Due to a need for value-added service, clients are placing their brokers under close watch. More and more clients are evaluating the quality of personnel in brokerage firms. Furthermore, they want the value-added services included in the commission. These services include property conservation engineering, loss control and safety engineering, claim and loss adjustment services, risk management reports, claim reserve analysis, retrospective rating adjustments and marketing expertise.

Not all brokers provide the same quality of service. Publicly held firms tend to institutionalize the value-added services for clients, while privately held brokers commit their capital and resources to probe and customize their clients' services. In addition, the team you observe during a presentation may not be the one that services your account. Moreover, it is well-known among national public brokerage firms that promotions remove personnel from the primary function of the business: client service. This situation does not occur at private firms where top executives maintain close daily contact with their clients.

Just Deserts

In the final analysis clients get what they pay for. It is difficult to evaluate a broker's real batting average when it comes to service, but clients can evaluate their cost of risk. It stands to reason that excellence cannot be institutionalized when it comes to value-added brokerage services. Reducing a broker's worth to a fee is self-defeating and undermines the complex mechanism geared to serve the client. Take away the incentive and eventually the cost of risk will increase in the one area where costs are controllable: uninsured losses. Eventually, the controllable variable cost of risk escalates due to a management system that allows incidents and hazards to go unchecked. Correcting this situation then becomes a time-consuming risk control problem requiring the efforts of a broker, underwriter and management.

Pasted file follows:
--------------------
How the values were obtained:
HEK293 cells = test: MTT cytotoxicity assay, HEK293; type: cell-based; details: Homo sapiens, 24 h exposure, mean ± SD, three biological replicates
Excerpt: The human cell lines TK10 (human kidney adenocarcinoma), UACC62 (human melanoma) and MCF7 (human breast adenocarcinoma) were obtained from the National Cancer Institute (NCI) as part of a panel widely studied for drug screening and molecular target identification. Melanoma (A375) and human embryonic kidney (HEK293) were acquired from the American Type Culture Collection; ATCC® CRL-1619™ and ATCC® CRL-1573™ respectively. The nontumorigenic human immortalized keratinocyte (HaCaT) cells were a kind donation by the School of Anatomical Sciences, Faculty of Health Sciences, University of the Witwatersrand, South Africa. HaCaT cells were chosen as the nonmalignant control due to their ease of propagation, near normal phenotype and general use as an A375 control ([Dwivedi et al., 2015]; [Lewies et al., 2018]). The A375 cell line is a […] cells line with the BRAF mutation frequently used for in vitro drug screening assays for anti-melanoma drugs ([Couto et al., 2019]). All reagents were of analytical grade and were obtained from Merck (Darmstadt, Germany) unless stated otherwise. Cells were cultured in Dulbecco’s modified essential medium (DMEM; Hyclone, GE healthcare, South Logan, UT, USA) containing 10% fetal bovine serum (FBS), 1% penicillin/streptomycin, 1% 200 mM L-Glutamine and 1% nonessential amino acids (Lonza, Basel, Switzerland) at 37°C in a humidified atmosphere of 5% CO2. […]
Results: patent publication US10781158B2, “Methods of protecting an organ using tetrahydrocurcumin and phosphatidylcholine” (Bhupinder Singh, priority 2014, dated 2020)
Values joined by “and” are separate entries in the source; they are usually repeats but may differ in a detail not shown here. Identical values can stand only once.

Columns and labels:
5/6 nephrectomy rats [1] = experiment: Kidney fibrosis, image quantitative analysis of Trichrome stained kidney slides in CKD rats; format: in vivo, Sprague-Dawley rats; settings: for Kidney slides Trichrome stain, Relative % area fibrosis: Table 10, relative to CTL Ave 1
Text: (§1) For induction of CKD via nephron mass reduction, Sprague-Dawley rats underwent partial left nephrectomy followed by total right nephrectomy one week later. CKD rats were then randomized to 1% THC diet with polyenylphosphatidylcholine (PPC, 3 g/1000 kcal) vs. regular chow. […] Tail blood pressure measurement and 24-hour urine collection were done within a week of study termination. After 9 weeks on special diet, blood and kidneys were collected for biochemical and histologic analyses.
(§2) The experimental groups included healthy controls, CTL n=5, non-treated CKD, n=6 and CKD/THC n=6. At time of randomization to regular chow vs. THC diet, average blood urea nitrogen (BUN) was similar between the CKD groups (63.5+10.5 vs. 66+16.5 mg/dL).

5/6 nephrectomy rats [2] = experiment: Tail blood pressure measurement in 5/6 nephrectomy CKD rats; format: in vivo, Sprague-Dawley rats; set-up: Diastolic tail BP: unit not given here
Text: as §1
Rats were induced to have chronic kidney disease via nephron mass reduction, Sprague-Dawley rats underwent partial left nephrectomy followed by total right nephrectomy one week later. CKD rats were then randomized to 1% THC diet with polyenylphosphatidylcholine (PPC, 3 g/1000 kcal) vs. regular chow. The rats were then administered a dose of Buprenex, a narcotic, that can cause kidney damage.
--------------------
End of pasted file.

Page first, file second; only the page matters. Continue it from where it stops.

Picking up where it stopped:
Fee for service may temporarily cut costs, but it is the long-term relationship between a broker and a client that should stand the test. The broker's value over time is directly related to what he or she is paid. Reducing compensation to a fee undermines the service brokers provide, and eventually those services included in the commission will be unbundled by the broker and charged for separately.

Clients in this day and age should realize that they cannot run their risk management programs without a fairly compensated broker. Taking away commissions and replacing them with fees will only reduce the cost benefit to the corporate cost of risk.

Peter T. Clark, ARM, is an account executive at John L. Wortham & Son, a privately owned insurance brokerage in Houston.
COPYRIGHT 1990 Risk Management Society Publishing, Inc.
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Author:Clark, Peter T.
Publication:Risk Management
Article Type:column
Date:Sep 1, 1990
Words:1408